What you need to know about buying a foreclosure
Many American employees live paycheck to paycheck, spending more money than they earn each year. This could be the reason that every three months, over 250,000 people are being forced into foreclosure and moving out of their homes. Going through a home foreclosure does damage to a person’s financial and emotional stability. For those looking into buying a foreclosure, there are many things you need to know.
The Positives of Buying a Foreclosure
The largest positive of buying a foreclosure is that you are getting a house at a lower price than it would be listed for if it wasn’t in foreclosure. The seller is looking to achieve a fast sale to avoid extra costs on the home, so this creates an opportunity for below market purchase price. This also gives the buyer an increased option to bargain for the home. When a house is in foreclosure, the seller or lender is still paying for the home and the fees associated with the mortgage loan so they want to sell them home as quickly as possible.
Another positive is that the seller will most likely have to do repairs on the home, instead of the buyer needing to worry about repairs. This keeps the price of the home lower as you won’t need to make unnecessary repairs. The cheaper price also gives buyers the chance to move into higher-priced neighborhoods. Higher-priced neighborhoods might have been unaffordable for the buyer before, but a foreclosure home selling for less than market value will make the neighborhood more affordable.
A foreclosure home provides first-time home buyers an easier way to purchase a home. Down payments tend to be lower because of the lower price tag on the foreclosed home. Mortgage lenders require a down payment of 10 to 20 percent of a home’s purchase price. A buyer can use regular mortgage financing with a foreclosed home, providing relief to the buyer while getting the home at a lower cost than market price.
As a buyer, if time is a pressing issue, a foreclosure can be the quickest way to purchase real estate property. After buying a foreclosed home the previous homeowners will be out of the home, giving you the ability to move in soon after you make the purchase.
If you choose to sell the home later on, you will make a profit over what you actually had to pay for the house as a foreclosure. When you sell it you will be able to sell it at market value of the home as opposed to a lower price like what you are paying for as a foreclosed home.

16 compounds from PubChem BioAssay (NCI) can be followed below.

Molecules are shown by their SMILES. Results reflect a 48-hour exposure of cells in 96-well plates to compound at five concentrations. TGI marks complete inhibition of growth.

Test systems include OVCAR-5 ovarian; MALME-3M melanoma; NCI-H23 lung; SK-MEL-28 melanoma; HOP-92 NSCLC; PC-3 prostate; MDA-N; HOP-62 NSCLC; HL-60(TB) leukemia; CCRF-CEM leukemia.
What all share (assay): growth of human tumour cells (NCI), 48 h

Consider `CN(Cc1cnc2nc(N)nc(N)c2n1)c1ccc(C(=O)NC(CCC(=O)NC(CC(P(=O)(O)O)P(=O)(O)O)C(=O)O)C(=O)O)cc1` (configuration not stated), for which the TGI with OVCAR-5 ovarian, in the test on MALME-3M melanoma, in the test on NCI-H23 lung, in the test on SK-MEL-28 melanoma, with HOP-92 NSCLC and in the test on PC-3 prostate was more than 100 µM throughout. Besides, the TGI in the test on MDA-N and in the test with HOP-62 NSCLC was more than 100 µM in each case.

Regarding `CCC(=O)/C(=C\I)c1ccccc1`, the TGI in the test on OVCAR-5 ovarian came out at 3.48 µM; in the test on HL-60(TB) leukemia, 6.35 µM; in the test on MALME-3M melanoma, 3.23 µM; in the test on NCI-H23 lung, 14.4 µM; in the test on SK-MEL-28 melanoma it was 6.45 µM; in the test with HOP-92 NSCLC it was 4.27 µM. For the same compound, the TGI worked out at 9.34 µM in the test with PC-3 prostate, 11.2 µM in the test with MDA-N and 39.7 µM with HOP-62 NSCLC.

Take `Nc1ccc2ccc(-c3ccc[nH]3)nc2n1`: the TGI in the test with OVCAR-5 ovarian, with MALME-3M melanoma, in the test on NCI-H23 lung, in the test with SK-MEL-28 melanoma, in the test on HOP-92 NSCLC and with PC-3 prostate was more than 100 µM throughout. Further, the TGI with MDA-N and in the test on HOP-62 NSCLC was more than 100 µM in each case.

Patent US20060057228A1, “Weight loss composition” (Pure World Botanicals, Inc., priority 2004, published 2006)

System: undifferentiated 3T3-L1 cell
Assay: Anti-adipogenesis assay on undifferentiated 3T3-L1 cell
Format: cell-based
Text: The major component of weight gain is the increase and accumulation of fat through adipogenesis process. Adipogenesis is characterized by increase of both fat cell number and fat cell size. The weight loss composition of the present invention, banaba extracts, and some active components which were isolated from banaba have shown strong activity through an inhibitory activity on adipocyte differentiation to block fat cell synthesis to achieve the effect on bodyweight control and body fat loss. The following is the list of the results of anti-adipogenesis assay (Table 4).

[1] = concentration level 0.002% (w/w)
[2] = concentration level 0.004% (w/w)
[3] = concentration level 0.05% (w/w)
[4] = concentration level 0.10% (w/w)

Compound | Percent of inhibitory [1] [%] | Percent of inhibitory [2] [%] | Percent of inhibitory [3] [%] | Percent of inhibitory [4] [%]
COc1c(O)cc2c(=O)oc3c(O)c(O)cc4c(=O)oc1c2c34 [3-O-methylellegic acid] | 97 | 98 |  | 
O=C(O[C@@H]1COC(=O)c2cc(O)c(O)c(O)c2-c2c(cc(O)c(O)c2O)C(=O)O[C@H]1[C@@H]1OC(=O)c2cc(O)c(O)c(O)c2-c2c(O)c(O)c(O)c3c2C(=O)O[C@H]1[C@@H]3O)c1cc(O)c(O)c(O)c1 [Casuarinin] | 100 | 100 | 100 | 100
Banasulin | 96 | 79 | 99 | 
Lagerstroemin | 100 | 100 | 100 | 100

The Negatives of Buying a Foreclosure
Buying a foreclosed home means that your time is limited and might make you feel rushed into a home you aren’t positively sure about. The seller and the lender will feel the pressure of trying to sell the home, which could make for a lot of competition. This might boost the price of the home with many people trying to purchase the same home as well.
Many foreclosed homes are bought “as is” which means that if something is wrong with the home, it’s the buyer’s responsibility to fix it. Even though the previous owner might have fixed up the house, there could be some underlying issues that they might not have been aware of or decided to ignore. This could end up costing the buyer tens of thousands of dollars for the house to be up to code.
If you decide to purchase a foreclosed home at an auction, you have to be aware that you need 10 percent for a down payment when you bid on the home and be ready to show proof of financing before you can sign for the home. This option offers a quick and easy way to buy a foreclosed home but you are unable to look at the house before you buy it. You could end up buying a home that is not worth what you paid, in a bad neighborhood, or not the home you thought you were buying.
When buying a foreclosed home, it’s important to know the basic about what you’re getting into. Foreclosures aren’t always the best option for everybody, but if time and money are a restraint, it might be the best option for you as a homebuyer. There are many homes being foreclosed as the market improves, giving homebuyers more options. Even though time is still limited with foreclosures and the amount of people looking to purchase real estate, you might find the perfect home for you at a price lower than its market value.